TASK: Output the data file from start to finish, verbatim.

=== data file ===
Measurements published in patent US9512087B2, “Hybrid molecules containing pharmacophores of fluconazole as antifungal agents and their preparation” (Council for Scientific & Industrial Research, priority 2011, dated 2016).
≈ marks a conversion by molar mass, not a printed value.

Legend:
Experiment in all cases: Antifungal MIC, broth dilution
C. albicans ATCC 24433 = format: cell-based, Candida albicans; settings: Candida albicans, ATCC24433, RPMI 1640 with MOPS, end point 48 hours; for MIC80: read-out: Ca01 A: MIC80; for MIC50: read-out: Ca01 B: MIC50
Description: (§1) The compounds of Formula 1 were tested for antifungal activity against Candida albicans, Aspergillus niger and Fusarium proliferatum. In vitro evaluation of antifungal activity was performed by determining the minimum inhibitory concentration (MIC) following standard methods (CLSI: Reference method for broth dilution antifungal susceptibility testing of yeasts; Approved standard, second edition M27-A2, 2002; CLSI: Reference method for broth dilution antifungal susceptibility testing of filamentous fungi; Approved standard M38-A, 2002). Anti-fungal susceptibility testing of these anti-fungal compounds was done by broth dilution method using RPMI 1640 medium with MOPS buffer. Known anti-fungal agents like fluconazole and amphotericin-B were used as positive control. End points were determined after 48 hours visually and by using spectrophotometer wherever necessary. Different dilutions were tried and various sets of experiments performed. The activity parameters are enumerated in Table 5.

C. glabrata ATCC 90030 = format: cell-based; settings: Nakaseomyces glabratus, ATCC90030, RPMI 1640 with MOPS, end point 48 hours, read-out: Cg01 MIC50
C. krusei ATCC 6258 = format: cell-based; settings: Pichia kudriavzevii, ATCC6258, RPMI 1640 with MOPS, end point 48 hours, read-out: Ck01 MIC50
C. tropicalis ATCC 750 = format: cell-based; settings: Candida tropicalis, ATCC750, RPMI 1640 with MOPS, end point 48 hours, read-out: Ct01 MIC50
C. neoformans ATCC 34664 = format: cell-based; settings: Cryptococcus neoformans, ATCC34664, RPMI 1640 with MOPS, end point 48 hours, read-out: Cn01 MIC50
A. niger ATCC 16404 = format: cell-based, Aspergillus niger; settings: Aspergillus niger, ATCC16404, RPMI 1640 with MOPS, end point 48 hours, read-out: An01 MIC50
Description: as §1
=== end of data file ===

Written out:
Measurements published in patent US9512087B2, “Hybrid molecules containing pharmacophores of fluconazole as antifungal agents and their preparation” (Council for Scientific & Industrial Research, priority 2011, dated 2016).
≈ marks a conversion by molar mass, not a printed value.

Legend:
Experiment in all cases: Antifungal MIC, broth dilution
C. albicans ATCC 24433 = format: cell-based, Candida albicans; settings: Candida albicans, ATCC24433, RPMI 1640 with MOPS, end point 48 hours; for MIC80: read-out: Ca01 A: MIC80; for MIC50: read-out: Ca01 B: MIC50
Description: (§1) The compounds of Formula 1 were tested for antifungal activity against Candida albicans, Aspergillus niger and Fusarium proliferatum. In vitro evaluation of antifungal activity was performed by determining the minimum inhibitory concentration (MIC) following standard methods (CLSI: Reference method for broth dilution antifungal susceptibility testing of yeasts; Approved standard, second edition M27-A2, 2002; CLSI: Reference method for broth dilution antifungal susceptibility testing of filamentous fungi; Approved standard M38-A, 2002). Anti-fungal susceptibility testing of these anti-fungal compounds was done by broth dilution method using RPMI 1640 medium with MOPS buffer. Known anti-fungal agents like fluconazole and amphotericin-B were used as positive control. End points were determined after 48 hours visually and by using spectrophotometer wherever necessary. Different dilutions were tried and various sets of experiments performed. The activity parameters are enumerated in Table 5.

C. glabrata ATCC 90030 = format: cell-based; settings: Nakaseomyces glabratus, ATCC90030, RPMI 1640 with MOPS, end point 48 hours, read-out: Cg01 MIC50
C. krusei ATCC 6258 = format: cell-based; settings: Pichia kudriavzevii, ATCC6258, RPMI 1640 with MOPS, end point 48 hours, read-out: Ck01 MIC50
C. tropicalis ATCC 750 = format: cell-based; settings: Candida tropicalis, ATCC750, RPMI 1640 with MOPS, end point 48 hours, read-out: Ct01 MIC50
C. neoformans ATCC 34664 = format: cell-based; settings: Cryptococcus neoformans, ATCC34664, RPMI 1640 with MOPS, end point 48 hours, read-out: Cn01 MIC50
A. niger ATCC 16404 = format: cell-based, Aspergillus niger; settings: Aspergillus niger, ATCC16404, RPMI 1640 with MOPS, end point 48 hours, read-out: An01 MIC50
Description: as §1